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The petitioners asserted as an affirmative defense to the complaints that the respondents as foreign nations were not "persons" entitled to sue for treble damages under § 4. In response to pretrial motions,4 the District Court held that the respondents were "persons," and refused to dismiss the [98 S.Ct. 587] actions.5 The trial court certified the question for appeal pursuant to 28 U.S.C. § 1292(b).6 The Court of Appeals for the Eighth Circuit affirmed, 550 F.2d 396, and adhered to its decision upon rehearing en banc.7 Id. at 400. We granted certiorari to resolve an important and novel question in the administration of the antitrust laws. 430 U.S. 964.


As the Court of Appeals observed, this case "turns on the interpretation of the statute." 550 F.2d at 397. A treble damages remedy for persons injured by antitrust violations was first provided in § 7 of the Sherman Act, and was reenacted in 1914 without substantial change as § 4 of the Clayton Act.8 Section 4 provides:

[A]ny person who shall be injured in his business or property by reason of anything forbidden in the antitrust

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laws may sue therefor in any district court of the United States in the district in which the defendant resides or is found or has an agent, without respect to the amount in controversy, and shall recover threefold the damages by him sustained, and the cost of suit, including a reasonable attorney's fee.

Thus, whether a foreign nation is entitled to sue for treble damages depends upon whether it is a "person" as that word is used in § 4. There is no statutory provision or legislative history that provides a clear answer; it seems apparent that the question was never considered at the time the Sherman and Clayton Acts were enacted.9

The Court has previously noted the broad scope of the remedies provided by the antitrust laws.

The Act is comprehensive in its terms and coverage, protecting all who are made victims of the forbidden practices by whomever they may be perpetrated.

Mandeville Island Farms, Inc. v. American Crystal Sugar Co., 334 U.S. 219, 236; cf. Perma Life Mufflers, Inc. v. International Parts Corp., 392 U.S. 134, 138-139. And the legislative history of the Sherman Act demonstrates that Congress used the phrase "any person" intending it to have its naturally broad and inclusive meaning. There was no mention in the floor debates of any more restrictive definition. Indeed, during the course of those debates, the word "person" was used interchangeably with other terms even

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broader in connotation. For example, Senator Sherman said that the treble damages remedy was being given to "any party," and Senator Edmunds, one of the principal [98 S.Ct. 588] draftsmen of the final bill,10 said that it established "the right of anybody to sue who chooses to sue." 21 Cong.Rec. 2569, 3148 (1890).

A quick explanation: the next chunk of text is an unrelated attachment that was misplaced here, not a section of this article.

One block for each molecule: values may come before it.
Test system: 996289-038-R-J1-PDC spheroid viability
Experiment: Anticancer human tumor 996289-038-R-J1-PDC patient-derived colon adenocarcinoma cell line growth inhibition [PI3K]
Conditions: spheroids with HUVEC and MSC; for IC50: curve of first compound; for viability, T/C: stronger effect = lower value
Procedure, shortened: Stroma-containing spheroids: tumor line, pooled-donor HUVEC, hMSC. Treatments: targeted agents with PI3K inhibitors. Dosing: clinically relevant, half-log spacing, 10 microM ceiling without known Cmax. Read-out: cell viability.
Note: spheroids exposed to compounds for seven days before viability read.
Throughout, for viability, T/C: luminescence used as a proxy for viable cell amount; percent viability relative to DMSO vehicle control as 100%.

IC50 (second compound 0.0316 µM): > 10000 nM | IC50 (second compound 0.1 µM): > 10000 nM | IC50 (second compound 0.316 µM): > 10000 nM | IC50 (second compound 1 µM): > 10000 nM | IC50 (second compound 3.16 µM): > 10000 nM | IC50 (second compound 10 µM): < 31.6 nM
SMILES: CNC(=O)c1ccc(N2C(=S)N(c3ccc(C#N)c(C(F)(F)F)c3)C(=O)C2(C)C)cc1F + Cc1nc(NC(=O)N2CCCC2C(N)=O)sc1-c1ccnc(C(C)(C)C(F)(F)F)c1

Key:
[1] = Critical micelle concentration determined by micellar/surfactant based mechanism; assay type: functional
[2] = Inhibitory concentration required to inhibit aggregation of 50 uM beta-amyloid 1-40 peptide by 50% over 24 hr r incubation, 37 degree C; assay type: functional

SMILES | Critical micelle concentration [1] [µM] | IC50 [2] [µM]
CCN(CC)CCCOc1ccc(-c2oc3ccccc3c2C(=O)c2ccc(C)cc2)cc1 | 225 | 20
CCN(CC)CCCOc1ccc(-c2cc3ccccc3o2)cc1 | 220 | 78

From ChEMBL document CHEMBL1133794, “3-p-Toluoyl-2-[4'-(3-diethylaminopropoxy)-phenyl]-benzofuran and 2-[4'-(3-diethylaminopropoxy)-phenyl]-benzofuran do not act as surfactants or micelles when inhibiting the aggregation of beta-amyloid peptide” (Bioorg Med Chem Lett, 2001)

In light of the law's expansive remedial purpose, the Court has not taken a technical or semantic approach in determining who is a "person" entitled to sue for treble damages. Instead, it has said that

[t]he purpose, the subject matter, the context, the legislative history, and the executive interpretation of the statute are aids to construction which may indicate

the proper scope of the law. United States v. Cooper Corp., 312 U.S. 600, 605.


The respondents in this case possess two attributes that could arguably exclude them from the scope of the sweeping phrase "any person." They are foreign, and they are sovereign nations.


As to the first of these attributes, the petitioners argue that, in light of statements made during the debates on the Sherman Act and the general protectionist and chauvinistic attitude evidenced by the same Congress in debating contemporaneous tariff bills, it should be inferred that the Act was intended to protect only American consumers. Yet it is clear that a foreign corporation is entitled to sue for treble damages, since the definition of "person" contained in the Sherman and Clayton Acts explicitly includes "corporations and associations existing under or authorized by . . . the laws of any foreign country." See n. 9, supra. Moreover, the antitrust laws extend to trade "with foreign nations" as well as among the several States of the Union. 15 U.S.C. §§ 1, 2.11 Clearly, therefore, Congress

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did not intend to make the treble damages remedy available only to consumers in our own country.12

In addition, the petitioners' argument confuses the ultimate purposes of the antitrust laws with the question of who can invoke their remedies. The fact that Congress' foremost concern in passing the antitrust laws was the protection of Americans does not mean that it intended to deny foreigners a remedy when they are injured by antitrust violations. Treble damages suits by foreigners who have been victimized by antitrust violations clearly may contribute to the protection of American consumers.

The Court has noted that § 4 has two purposes: to deter violators and deprive them of "`the fruits of their illegality,'" and "to compensate victims of antitrust violations for their injuries." Illinois...